• What type of water will be used?
    • Recycled, waste or fresh
  • In what condition is the water?
    • Salt levels
    • PH levels
    • Presence of heavy metals
    • Are there hygiene issues (disease, effluence)

Once these questions have been answered, the next step is deciding the type of irrigation system that will be used.  

See also:

agricultural irrigation

the purpose of agricultural irrigation and the advantages and disadvantages of mainstream methods

Irrigation is defined as the artificial application of water to the soil through various systems of tubes, pumps, and sprayers.  Approximately 20% of the world’s agricultural land is irrigated, yet 40% of the world food supply comes from irrigated lands with 70% of the world’s freshwater reserves being used for irrigation purposes.  

The main reasons for irrigation are:

1. Not enough rainfall to support crop growth.  

This may be due to rainy and dry seasons, drought or arid or semi-arid climate conditions.  Irrigation systems may also be used to maintain consistent moisture levels even in areas with moderate precipitation levels as it has been shown to improve crop performance.


2. High soil salinity levels.  

High soil salinity levels can be a natural occurrence which is the case in many semi-arid and arid locations or a result of poor agricultural practices and ineffective drainage.  In cases impacted by salt levels in the soil, irrigation must often be coupled with drainage in order to achieve the desired benefits.  

There are two main types of agricultural irrigation – gravity powered and pressure driven systems.  Gravity powered systems are, as the name implies, driven by gravity.  Pressure driven systems require an electrical pump in order to provide the irrigation system with water.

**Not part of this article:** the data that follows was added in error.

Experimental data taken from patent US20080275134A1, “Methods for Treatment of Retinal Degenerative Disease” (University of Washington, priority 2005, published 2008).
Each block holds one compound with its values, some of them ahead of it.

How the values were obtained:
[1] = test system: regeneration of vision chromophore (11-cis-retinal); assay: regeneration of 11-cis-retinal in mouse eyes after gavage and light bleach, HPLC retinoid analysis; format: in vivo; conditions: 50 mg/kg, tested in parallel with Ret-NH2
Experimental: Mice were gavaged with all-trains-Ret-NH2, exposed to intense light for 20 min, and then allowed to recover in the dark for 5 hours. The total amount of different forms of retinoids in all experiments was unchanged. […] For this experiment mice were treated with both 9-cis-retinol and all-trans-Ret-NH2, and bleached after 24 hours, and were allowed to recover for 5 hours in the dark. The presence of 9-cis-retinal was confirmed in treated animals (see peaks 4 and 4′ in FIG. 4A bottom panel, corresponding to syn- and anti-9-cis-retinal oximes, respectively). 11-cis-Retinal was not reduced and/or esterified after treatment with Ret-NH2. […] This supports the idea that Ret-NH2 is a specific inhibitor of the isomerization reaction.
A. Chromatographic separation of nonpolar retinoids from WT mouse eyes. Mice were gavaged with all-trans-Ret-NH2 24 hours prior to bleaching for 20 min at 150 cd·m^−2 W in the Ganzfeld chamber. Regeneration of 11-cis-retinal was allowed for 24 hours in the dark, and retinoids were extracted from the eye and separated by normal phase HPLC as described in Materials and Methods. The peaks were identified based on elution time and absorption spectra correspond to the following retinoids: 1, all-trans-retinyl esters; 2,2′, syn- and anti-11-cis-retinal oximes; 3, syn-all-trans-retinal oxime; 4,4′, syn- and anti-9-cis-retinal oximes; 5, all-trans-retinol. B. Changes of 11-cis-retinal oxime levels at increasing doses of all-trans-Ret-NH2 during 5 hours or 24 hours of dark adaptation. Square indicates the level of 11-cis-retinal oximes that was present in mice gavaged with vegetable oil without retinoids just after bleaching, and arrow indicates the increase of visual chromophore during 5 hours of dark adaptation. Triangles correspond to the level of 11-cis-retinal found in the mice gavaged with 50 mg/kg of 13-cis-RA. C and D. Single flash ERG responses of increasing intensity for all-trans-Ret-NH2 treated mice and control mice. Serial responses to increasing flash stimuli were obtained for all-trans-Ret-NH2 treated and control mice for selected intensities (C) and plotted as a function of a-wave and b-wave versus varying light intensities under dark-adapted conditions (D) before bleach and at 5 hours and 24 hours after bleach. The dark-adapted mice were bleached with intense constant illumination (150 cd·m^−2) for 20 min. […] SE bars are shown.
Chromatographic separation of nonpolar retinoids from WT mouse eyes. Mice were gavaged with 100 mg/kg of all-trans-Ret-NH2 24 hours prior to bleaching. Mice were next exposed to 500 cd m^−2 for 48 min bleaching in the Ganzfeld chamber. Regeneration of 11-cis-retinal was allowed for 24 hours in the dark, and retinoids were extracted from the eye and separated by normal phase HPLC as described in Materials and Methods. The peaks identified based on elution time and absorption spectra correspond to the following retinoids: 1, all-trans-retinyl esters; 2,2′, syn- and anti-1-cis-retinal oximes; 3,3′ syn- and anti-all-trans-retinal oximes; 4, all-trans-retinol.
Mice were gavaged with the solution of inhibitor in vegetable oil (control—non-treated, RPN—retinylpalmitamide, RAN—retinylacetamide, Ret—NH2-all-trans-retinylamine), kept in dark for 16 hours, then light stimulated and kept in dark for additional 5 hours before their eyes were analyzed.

Examples of gravity powered systems include:

  • Furrow irrigation systems, basin irrigation systems and hand irrigation systems.

Advantages of Gravity Powered Irrigation Systems

  • Low-cost – gravity is free and simple irrigation systems can be developed to use this wonder of physics
  • Promotes social interaction – many community members need to work together to ensure the success of irrigation systems, particularly those dependent on water that comes from long distances (ex. mountain runoff)
  • Can be used indefinitely as long as the irrigation system is well-maintained

Disadvantages of Gravity Powered Irrigation Systems

  • Requires constant monitoring to ensure that the crops are not damaged by too much/too little irrigation water
  • Difficult to adapt to the specific needs of plants
Furrow Irrigation
Basin Irrigation, Photo Credit mit.edu


Examples of pressure powered irrigation systems include:

  • Drip irrigation systems, sprinkler irrigation systems and pivot irrigation systems.

Advantages of Pressure Powered Irrigation Systems